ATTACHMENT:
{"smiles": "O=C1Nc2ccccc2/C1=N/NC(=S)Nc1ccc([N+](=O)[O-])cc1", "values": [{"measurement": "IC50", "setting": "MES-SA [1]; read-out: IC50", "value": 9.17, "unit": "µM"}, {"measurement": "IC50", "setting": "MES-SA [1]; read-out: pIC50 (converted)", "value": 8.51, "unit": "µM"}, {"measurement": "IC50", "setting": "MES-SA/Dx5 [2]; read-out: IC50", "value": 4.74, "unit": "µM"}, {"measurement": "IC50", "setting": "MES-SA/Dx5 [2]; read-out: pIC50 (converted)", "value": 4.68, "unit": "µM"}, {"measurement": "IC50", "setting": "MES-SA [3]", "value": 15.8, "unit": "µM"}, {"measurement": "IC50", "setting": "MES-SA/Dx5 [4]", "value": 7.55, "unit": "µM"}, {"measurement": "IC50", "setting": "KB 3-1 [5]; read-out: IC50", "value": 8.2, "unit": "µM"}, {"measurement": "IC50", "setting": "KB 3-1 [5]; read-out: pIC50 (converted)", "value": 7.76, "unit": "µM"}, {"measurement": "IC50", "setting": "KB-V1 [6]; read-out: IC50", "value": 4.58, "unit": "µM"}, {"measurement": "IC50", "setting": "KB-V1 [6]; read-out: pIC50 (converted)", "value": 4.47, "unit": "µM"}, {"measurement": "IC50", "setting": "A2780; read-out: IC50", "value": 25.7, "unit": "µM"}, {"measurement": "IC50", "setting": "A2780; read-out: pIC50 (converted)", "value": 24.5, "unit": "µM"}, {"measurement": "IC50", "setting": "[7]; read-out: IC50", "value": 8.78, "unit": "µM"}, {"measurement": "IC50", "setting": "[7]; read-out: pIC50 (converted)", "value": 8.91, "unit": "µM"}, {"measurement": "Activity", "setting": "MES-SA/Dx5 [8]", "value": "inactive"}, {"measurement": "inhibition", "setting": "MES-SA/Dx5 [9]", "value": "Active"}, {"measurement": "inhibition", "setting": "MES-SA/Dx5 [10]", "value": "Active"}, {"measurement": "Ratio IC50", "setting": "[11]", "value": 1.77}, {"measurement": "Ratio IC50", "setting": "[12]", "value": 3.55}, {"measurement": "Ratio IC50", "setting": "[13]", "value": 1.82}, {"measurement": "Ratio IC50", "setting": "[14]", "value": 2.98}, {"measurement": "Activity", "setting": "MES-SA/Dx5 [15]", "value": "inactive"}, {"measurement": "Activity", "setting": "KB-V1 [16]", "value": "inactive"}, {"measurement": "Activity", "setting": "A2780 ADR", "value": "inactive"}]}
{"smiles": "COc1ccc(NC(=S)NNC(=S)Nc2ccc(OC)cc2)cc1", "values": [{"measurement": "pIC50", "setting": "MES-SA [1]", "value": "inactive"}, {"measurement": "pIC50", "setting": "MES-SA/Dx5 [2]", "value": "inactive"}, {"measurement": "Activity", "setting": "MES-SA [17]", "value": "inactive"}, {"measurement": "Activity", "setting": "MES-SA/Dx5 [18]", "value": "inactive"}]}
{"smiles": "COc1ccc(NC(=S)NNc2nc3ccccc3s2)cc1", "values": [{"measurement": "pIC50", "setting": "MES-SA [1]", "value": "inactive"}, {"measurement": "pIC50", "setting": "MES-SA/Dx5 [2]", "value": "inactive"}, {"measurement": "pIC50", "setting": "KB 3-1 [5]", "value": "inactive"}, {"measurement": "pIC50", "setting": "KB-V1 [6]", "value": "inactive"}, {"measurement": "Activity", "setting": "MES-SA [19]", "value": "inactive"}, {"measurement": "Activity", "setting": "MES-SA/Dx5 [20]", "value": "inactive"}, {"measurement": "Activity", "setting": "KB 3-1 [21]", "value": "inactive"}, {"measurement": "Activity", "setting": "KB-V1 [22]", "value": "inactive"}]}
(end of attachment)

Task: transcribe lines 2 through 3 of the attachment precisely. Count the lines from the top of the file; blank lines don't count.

{"smiles": "COc1ccc(NC(=S)NNC(=S)Nc2ccc(OC)cc2)cc1", "values": [{"measurement": "pIC50", "setting": "MES-SA [1]", "value": "inactive"}, {"measurement": "pIC50", "setting": "MES-SA/Dx5 [2]", "value": "inactive"}, {"measurement": "Activity", "setting": "MES-SA [17]", "value": "inactive"}, {"measurement": "Activity", "setting": "MES-SA/Dx5 [18]", "value": "inactive"}]}
{"smiles": "COc1ccc(NC(=S)NNc2nc3ccccc3s2)cc1", "values": [{"measurement": "pIC50", "setting": "MES-SA [1]", "value": "inactive"}, {"measurement": "pIC50", "setting": "MES-SA/Dx5 [2]", "value": "inactive"}, {"measurement": "pIC50", "setting": "KB 3-1 [5]", "value": "inactive"}, {"measurement": "pIC50", "setting": "KB-V1 [6]", "value": "inactive"}, {"measurement": "Activity", "setting": "MES-SA [19]", "value": "inactive"}, {"measurement": "Activity", "setting": "MES-SA/Dx5 [20]", "value": "inactive"}, {"measurement": "Activity", "setting": "KB 3-1 [21]", "value": "inactive"}, {"measurement": "Activity", "setting": "KB-V1 [22]", "value": "inactive"}]}